Miller-Tydings Fair Trade Act

(redirected from Miller Tydings Fair Trade Act of 1937)

Miller-Tydings Fair Trade Act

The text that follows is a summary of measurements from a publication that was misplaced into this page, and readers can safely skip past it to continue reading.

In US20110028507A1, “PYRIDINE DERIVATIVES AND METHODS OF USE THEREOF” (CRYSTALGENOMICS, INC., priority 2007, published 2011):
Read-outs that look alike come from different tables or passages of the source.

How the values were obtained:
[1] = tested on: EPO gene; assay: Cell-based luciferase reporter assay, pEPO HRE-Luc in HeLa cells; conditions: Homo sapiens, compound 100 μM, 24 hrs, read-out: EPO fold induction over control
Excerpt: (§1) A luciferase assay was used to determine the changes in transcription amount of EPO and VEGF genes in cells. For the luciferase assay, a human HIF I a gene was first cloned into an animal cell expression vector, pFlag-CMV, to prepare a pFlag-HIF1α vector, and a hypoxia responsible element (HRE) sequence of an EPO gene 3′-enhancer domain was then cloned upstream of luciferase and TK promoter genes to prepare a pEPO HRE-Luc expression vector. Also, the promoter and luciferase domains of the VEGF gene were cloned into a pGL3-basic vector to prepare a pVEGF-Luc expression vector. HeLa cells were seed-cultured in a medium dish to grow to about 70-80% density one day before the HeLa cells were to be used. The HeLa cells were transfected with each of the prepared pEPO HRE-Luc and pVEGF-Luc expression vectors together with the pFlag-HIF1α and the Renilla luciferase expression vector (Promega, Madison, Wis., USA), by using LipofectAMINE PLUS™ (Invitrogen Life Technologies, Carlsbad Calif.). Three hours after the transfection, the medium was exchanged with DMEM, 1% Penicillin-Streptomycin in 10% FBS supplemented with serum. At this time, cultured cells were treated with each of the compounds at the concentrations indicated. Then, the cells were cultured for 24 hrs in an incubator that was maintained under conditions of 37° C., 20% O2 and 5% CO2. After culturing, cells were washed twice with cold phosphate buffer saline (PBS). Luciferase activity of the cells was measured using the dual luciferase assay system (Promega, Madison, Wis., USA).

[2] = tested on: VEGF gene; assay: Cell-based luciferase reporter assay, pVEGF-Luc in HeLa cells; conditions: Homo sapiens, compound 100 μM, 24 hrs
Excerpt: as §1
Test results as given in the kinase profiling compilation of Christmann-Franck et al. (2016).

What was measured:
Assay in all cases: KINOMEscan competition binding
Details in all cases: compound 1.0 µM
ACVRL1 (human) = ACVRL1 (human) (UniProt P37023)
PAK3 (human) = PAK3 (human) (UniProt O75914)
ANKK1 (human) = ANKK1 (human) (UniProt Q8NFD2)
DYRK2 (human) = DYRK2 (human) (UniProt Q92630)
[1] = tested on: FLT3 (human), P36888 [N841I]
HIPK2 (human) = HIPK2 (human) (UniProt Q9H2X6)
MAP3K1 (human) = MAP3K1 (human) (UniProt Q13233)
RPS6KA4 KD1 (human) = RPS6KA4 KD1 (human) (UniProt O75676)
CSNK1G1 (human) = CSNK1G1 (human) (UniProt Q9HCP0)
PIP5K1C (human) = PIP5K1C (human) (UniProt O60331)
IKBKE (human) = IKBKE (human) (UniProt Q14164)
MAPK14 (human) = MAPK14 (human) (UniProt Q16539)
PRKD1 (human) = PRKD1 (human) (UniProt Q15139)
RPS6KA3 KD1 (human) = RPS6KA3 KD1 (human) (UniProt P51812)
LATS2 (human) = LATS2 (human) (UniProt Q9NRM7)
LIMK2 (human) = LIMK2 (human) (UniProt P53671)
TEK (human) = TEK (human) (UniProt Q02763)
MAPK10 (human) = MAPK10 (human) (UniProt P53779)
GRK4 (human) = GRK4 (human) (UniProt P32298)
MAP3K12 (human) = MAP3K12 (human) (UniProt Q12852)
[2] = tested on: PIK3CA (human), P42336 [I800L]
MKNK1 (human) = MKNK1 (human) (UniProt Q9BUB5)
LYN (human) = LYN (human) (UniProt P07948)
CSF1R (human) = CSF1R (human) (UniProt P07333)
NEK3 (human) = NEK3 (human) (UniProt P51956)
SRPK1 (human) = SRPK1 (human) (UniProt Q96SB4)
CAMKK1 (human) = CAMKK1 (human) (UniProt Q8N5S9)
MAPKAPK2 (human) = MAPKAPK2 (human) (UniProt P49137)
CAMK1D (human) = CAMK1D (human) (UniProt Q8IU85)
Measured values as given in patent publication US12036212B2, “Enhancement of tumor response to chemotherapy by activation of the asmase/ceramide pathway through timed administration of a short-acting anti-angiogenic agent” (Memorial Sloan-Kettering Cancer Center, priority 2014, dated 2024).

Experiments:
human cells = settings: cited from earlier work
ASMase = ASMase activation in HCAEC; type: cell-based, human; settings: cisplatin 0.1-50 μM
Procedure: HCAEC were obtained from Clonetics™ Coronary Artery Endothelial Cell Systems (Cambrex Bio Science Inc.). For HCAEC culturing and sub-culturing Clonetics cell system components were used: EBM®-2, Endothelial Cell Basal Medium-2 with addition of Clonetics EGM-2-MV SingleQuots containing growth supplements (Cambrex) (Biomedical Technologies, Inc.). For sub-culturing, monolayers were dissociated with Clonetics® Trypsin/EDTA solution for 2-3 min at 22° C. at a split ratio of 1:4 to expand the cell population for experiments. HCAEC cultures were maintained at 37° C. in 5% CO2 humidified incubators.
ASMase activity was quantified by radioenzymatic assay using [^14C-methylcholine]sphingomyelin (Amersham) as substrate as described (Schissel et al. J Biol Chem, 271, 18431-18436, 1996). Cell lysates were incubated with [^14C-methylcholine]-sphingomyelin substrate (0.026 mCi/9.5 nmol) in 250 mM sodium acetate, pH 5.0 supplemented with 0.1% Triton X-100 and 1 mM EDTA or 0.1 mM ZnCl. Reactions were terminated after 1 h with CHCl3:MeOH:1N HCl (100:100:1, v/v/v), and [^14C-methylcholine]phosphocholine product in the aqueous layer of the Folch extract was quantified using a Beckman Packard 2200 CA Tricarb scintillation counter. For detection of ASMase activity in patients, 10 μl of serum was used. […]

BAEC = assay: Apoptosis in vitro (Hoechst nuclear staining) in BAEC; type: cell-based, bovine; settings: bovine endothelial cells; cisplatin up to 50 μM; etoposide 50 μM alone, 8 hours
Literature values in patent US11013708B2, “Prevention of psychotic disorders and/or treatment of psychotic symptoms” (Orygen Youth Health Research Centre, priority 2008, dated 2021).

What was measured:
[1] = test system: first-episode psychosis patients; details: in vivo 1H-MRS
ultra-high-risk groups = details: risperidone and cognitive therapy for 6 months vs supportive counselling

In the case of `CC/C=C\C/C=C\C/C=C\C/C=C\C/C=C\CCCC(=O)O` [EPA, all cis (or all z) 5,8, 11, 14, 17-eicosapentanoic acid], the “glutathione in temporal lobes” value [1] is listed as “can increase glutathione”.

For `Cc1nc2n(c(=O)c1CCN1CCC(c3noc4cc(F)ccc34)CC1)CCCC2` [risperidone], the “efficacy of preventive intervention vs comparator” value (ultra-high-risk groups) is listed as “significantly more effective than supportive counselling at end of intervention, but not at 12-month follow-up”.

Legislation in the United States that allows manufacturers or distributors of goods to require retailers to charge a minimum price. The Act was designed to protect small retailers who were being driven out of business by large chains who could undercut prices, especially using loss leader strategies. The Act was passed in 1937 and was repealed in 1975. See also: Consumer Goods Pricing Act.